Report on Female Staff Discrimination at Columbia University, February 1971, page 6

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and women; most are dwminuted by one sex. Those areas which are‘
predominantly female arc 1ower—stnLns‘arvas9 and, one can safely‘

‘assume, disproportionately lower-salaried areas.

ask what kind oF commitment Columbia feels to its female staff. A‘
snceinot evaluation was made by Minda nikmnn in a newspaper article
entitled "women at Colombia: A Supporting Role." ‘"...The University.
hews to the line.‘ women are administrative assistants for example,
Awhile men are assistant directors of admissions. The work is the

same ~~ only the titles, salaries, and fringe benefits are different:
...women with B.A.'s are systematically channeled into secretarial
jobs, althoueh only a high school education is officially renuired

by the personnel office.

is to.eome in this report and a follow-up report, women at Columbia hereby
serve notice to the University that we will no longer tolerate this


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Very Few ion categories contain a near equal number of men.


In reviewing the data in this report, one nmst inevitably


On the basis of the information already presented and the data


;poliey-making fioh when one reaches the higher echelons of the manage-


En reading the statistics which follow (based on Columbia's 1969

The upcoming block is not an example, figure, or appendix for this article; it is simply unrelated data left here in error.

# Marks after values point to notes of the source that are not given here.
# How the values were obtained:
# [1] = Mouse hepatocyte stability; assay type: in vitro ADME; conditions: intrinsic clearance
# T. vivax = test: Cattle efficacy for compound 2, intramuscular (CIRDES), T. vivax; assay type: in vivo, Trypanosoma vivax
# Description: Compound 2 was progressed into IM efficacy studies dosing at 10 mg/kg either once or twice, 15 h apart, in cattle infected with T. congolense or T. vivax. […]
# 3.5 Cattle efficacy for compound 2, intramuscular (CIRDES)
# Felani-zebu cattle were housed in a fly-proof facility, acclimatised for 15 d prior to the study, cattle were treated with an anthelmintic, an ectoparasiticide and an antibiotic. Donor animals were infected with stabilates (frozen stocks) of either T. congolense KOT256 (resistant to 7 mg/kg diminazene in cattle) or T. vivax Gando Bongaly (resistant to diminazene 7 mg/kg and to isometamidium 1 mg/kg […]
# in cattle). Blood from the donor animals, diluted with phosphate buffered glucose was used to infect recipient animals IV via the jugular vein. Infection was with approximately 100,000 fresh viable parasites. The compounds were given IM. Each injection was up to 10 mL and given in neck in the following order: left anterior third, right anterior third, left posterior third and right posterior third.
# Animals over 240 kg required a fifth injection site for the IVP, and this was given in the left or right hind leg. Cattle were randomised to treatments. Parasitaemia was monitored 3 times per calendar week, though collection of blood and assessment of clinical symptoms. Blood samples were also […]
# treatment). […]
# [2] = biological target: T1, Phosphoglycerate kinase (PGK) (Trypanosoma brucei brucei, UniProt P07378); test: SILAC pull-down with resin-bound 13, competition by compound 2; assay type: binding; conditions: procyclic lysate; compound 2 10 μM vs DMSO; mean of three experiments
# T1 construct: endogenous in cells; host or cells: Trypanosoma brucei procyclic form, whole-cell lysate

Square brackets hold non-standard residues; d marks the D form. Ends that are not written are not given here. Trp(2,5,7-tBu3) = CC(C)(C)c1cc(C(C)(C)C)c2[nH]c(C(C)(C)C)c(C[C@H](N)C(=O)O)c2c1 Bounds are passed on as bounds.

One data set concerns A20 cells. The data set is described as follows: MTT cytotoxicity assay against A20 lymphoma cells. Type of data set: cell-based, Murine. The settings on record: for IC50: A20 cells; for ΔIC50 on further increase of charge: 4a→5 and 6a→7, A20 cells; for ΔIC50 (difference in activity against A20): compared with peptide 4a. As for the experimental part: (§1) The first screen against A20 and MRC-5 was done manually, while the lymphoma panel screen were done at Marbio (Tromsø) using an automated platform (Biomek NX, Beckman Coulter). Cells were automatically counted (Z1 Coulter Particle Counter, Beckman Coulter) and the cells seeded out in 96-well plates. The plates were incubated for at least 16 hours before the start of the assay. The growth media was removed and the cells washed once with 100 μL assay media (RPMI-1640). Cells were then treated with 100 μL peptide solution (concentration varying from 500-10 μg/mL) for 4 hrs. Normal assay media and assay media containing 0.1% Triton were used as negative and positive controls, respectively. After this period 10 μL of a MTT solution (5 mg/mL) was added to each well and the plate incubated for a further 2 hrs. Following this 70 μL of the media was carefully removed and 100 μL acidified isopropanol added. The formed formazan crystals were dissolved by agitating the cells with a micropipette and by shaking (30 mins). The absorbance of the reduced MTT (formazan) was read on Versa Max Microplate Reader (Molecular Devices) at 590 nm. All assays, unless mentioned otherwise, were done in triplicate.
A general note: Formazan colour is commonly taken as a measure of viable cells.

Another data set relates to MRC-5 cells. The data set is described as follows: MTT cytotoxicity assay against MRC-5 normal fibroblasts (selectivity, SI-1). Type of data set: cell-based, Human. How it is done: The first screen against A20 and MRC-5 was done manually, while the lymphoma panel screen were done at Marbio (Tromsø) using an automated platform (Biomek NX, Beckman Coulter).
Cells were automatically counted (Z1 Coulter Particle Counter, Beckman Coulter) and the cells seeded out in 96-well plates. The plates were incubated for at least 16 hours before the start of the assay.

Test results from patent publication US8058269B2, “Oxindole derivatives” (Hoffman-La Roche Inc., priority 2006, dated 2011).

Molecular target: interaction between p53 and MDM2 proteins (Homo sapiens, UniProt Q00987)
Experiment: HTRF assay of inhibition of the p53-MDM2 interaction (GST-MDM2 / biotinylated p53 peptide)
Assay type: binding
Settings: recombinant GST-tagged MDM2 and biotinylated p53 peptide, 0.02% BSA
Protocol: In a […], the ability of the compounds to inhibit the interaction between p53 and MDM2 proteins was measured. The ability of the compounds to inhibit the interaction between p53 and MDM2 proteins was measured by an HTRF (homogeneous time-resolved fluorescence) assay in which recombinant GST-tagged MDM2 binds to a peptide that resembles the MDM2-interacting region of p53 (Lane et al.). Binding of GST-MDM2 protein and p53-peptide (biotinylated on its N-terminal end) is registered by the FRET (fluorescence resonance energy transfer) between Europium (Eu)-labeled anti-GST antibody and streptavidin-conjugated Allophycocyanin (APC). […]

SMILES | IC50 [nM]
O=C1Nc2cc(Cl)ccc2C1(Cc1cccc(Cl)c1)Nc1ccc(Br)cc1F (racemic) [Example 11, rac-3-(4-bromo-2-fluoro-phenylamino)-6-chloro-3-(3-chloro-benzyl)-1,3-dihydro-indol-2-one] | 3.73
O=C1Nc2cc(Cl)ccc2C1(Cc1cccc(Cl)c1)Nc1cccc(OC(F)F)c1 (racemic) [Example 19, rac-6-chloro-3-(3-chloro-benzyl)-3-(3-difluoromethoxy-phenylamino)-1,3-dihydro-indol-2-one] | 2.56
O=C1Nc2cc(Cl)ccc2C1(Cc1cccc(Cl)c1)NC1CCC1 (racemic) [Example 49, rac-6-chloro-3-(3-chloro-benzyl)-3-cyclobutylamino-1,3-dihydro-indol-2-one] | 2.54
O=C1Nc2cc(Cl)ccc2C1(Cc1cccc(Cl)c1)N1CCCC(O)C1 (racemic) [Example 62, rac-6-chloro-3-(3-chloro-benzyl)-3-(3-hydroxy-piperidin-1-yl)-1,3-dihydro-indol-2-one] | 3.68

report to the Office of Civil Rights, Contract Compliance Division,
Department of Health, Education and welfare) one may observe that
there is an uncanny affinity between the term "assistant" and the

designation "female". Of course, the term "assistant" defines a
ment pyramid at Columbia; in those cases, the designation is "male."

The Village Voice, June U, 1970, p. 22.i This article was written
following hearings by-the Columbia Senate on the Status of Women.
Additional comments are as follows: "Barbara Wheeler, an administra-
tive_assistant, made a survey wnirh disclosrd that the two men em-
ployed as administrative assistants were in the Department of
Physical Education. The only hign—pnying independent positions open
to women are in such traditionally ‘female’ areas as artistic
properties, public ccremonizs, placement, interior decorating, nursing...
...And when a young man applied for a job as a typist, the personnel
office offered to train him in computer programming." .t§


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